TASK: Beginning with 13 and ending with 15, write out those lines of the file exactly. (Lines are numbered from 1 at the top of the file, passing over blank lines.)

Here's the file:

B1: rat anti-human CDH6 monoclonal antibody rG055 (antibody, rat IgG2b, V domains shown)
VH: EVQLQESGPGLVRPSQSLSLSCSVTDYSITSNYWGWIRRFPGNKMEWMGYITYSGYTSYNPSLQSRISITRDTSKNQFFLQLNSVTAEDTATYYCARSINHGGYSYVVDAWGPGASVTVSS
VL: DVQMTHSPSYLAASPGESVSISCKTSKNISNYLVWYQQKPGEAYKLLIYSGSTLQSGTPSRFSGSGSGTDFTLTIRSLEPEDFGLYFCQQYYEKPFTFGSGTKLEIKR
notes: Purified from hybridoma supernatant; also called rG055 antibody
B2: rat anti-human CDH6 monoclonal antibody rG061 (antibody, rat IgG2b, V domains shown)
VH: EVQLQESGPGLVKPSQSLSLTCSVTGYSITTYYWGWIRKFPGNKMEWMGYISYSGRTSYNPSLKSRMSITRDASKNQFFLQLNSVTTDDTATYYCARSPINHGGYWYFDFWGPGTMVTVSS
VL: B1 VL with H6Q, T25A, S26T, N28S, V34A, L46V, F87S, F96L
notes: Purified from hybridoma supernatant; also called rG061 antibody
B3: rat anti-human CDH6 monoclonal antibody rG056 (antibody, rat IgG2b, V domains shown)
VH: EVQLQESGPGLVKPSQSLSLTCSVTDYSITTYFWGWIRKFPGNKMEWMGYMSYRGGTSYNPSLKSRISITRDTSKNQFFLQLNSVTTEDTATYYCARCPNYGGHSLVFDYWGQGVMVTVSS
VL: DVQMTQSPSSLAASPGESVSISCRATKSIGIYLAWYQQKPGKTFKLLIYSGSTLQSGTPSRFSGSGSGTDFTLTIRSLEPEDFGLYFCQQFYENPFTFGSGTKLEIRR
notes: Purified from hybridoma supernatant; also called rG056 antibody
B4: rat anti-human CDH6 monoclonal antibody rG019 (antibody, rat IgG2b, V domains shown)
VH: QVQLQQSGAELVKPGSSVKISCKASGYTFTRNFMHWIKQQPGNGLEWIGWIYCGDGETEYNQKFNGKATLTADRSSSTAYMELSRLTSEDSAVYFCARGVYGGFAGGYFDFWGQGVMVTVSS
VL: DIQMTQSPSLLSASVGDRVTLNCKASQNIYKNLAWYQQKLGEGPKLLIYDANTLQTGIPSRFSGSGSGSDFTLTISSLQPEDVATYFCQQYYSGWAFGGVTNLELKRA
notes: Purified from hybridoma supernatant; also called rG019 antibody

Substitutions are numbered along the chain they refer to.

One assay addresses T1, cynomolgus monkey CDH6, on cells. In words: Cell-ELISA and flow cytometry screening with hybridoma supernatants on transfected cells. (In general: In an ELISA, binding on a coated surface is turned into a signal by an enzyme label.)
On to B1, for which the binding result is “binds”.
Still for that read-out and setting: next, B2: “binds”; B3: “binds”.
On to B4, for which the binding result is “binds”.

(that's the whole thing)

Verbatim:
B4: rat anti-human CDH6 monoclonal antibody rG019 (antibody, rat IgG2b, V domains shown)
VH: QVQLQQSGAELVKPGSSVKISCKASGYTFTRNFMHWIKQQPGNGLEWIGWIYCGDGETEYNQKFNGKATLTADRSSSTAYMELSRLTSEDSAVYFCARGVYGGFAGGYFDFWGQGVMVTVSS
VL: DIQMTQSPSLLSASVGDRVTLNCKASQNIYKNLAWYQQKLGEGPKLLIYDANTLQTGIPSRFSGSGSGSDFTLTISSLQPEDVATYFCQQYYSGWAFGGVTNLELKRA